AP Photo/Jim Prisching
Paul Pierce and Monta Ellis got into a shooter's duel Saturday night in Milwaukee.Much like Kevin Garnett and Rajon Rondo, Paul Pierce knew he'd play an integral part in helping the Celtics wade through their early season struggles. And while Garnett's done his part on defense, and Rondo's worked to get everyone involved, Pierce has flourished on the offensive end, serving as the same go-to scorer he's been for his entire career.
Through six games Pierce is averaging 20.8 points per game, and though his overall field goal percentage (39.4 percent) is currently resting well below his career average (44.8), he's stepped in and made shots when the Celtics have needed them most.
Saturday's fourth-quarter shootout with Monta Ellis is perhaps the most glaring example of Pierce's scoring exploits, but his go-ahead 3-pointer with just over 2½ minutes to play against the Washington Wizards helped guide Boston to its first win of the season last weekend. And then there was Friday night. Even though the C's ultimately fell to the 76ers, Pierce was one of the only ones giving Boston a fighting chance. He scored 10 of his 24 points in the fourth quarter on 4-of-6 shooting, splashing a 3-pointer, a jump shot, a pair of layups, and a free throw during the final frame.
Saturday night saw Pierce come through with a 25-point effort against Milwaukee. The Celtics went to him early, but he found his shooting touch cold, and he entered halftime having shot just 1-of-5 from the field for six points. But he came back with 11 in the third quarter, as Boston, at one point, garnered a seven-point edge, and he followed that up with eight more in the final frame. Seven of those eight came in what amounted to a shootout of sorts with Ellis. Pierce spun in the lane for a layup, buried a jumper from the left wing, and stepped back on the right wing for a 3-pointer, with Ellis basically matching all of those looks for eight points of his own.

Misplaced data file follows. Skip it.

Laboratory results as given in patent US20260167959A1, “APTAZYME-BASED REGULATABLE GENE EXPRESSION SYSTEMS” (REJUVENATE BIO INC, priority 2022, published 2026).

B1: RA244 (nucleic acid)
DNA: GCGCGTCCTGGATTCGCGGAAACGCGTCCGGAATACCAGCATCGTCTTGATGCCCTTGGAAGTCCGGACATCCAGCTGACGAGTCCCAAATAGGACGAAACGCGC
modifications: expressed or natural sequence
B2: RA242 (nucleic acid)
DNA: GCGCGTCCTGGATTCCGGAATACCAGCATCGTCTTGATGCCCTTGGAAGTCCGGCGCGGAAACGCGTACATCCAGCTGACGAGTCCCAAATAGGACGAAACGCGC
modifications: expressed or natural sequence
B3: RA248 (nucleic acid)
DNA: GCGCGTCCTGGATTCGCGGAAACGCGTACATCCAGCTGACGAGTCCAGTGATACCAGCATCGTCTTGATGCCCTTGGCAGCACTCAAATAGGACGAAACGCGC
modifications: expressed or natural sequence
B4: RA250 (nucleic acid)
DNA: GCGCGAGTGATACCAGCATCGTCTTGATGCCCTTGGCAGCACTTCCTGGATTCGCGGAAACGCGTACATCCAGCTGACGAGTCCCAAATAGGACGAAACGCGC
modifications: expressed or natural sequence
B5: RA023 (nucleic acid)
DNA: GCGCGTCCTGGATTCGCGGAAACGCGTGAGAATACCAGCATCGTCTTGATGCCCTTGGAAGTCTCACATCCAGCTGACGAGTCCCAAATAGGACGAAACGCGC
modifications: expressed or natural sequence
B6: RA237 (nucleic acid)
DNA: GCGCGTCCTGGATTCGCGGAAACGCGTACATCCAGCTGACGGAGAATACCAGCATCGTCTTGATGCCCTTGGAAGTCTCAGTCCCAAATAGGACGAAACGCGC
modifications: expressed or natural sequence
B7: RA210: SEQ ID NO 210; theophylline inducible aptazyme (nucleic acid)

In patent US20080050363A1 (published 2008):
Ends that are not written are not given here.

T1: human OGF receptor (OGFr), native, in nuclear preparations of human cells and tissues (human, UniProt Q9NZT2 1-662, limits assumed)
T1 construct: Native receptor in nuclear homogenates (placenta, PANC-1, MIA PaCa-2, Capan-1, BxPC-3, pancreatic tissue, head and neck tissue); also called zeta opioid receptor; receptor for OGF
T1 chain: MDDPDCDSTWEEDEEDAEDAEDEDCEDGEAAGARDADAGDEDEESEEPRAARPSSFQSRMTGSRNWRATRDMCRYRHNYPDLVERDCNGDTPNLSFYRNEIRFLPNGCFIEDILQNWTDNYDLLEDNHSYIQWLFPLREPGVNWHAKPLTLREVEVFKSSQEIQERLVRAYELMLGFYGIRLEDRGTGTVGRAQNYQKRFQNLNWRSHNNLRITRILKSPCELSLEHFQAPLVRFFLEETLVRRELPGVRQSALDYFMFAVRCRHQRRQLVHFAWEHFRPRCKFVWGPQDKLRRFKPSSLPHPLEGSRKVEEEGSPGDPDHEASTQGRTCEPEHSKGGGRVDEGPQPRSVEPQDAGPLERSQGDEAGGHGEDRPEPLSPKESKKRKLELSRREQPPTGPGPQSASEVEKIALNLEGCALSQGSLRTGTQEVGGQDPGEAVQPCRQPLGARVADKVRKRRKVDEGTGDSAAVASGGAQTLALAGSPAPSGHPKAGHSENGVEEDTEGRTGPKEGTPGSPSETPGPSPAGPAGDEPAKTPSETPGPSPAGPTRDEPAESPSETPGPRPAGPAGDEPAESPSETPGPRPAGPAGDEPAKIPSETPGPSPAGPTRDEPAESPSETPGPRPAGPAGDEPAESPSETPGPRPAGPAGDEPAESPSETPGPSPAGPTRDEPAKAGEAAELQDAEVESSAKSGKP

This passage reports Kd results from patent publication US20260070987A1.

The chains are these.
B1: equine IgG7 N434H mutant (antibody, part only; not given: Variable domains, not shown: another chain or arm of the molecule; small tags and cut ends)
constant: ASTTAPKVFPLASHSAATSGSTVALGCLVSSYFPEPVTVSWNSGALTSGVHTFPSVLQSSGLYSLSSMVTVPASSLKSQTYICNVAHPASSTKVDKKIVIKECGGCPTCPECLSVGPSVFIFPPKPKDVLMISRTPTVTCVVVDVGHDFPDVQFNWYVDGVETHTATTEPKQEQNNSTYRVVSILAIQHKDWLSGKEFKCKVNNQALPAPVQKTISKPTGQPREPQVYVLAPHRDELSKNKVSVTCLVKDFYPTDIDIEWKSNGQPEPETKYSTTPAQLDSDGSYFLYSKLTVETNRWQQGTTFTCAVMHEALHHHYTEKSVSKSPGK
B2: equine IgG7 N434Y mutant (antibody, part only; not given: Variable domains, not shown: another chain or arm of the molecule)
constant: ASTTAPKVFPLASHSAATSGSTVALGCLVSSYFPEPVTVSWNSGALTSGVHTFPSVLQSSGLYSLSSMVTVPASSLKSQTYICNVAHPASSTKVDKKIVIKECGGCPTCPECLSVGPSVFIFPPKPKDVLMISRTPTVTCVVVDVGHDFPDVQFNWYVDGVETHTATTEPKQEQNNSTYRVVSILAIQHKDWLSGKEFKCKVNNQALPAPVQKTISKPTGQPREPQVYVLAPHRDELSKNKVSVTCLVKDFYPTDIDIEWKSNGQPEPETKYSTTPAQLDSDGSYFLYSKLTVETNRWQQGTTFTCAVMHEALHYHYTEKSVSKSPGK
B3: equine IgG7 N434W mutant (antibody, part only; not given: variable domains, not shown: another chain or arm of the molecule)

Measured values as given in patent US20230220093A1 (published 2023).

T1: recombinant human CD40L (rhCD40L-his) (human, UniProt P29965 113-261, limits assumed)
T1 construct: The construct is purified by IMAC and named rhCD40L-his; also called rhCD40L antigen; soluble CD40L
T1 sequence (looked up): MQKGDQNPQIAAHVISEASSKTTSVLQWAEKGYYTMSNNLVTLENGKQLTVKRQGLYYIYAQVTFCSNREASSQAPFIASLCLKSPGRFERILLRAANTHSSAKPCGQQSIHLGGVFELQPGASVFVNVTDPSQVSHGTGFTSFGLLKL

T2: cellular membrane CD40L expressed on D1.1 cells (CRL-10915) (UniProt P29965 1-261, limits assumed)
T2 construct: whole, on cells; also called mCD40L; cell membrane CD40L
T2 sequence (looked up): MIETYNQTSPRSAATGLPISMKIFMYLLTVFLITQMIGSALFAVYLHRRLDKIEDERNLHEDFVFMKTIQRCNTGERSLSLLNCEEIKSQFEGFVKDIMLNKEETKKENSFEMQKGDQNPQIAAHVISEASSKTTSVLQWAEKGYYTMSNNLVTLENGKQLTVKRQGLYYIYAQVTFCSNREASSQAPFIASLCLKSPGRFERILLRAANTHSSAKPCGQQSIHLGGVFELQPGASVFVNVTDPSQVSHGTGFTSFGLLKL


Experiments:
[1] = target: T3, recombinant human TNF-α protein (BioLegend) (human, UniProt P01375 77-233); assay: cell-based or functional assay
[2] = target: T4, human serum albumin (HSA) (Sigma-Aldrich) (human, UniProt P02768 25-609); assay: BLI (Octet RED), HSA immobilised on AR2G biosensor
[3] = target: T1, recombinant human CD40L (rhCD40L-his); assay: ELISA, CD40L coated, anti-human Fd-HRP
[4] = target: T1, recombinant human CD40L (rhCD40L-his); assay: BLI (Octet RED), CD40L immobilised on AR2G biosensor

Other Celtics eventually got in on the scoring act, but without Pierce doing what he's always done, Boston might have entered Sunday's off day with a 2-4 record and even more questions about their inconsistent play to start the season. Head coach Doc Rivers will settle for ugly wins right now, and sometimes ugly wins can only happen when a team's best offensive player carries the club for significant stretches or entire quarters.
Before the season started, Pierce admitted he wasn't sure what his scoring requirements were going to be this year. Here's what he said back on October 25:
"I think we've got a lot of weapons. So, whether it's my scoring or my passing, I think game in and game out, I'm just going to try to get a feel with what I need to give the game. But hopefully with the weapons we've got, it'll open up the floor a lot more, especially with Jason [Terry], Leandro [Barbosa], Jeff Green, those guys. And especially with the small lineups, we're going to have a lot of small lineups at times. It's really going to open up the floor and give us a lot of space."
It wasn't the first time Pierce has talked about giving the game what it needs, whether that's more consistent scoring or a better effort on the glass. But the slower starts for some of the players he mentioned made his focus a bit clearer. Though Terry's emerged more of late and Green had his finest game of the season Saturday night, until they're consistent on a nightly basis, Pierce might have to be more aggressive with his shot selection.
As the season progresses, and -- the Celtics hope -- more players carve out defined roles, Pierce could see that focus shift a little bit, perhaps on a game-by-game basis. But through the opening six contests, he's made one thing quite clear: He can still put the ball in the bucket as well as he ever could, and it's helping the Celtics keep their heads above water.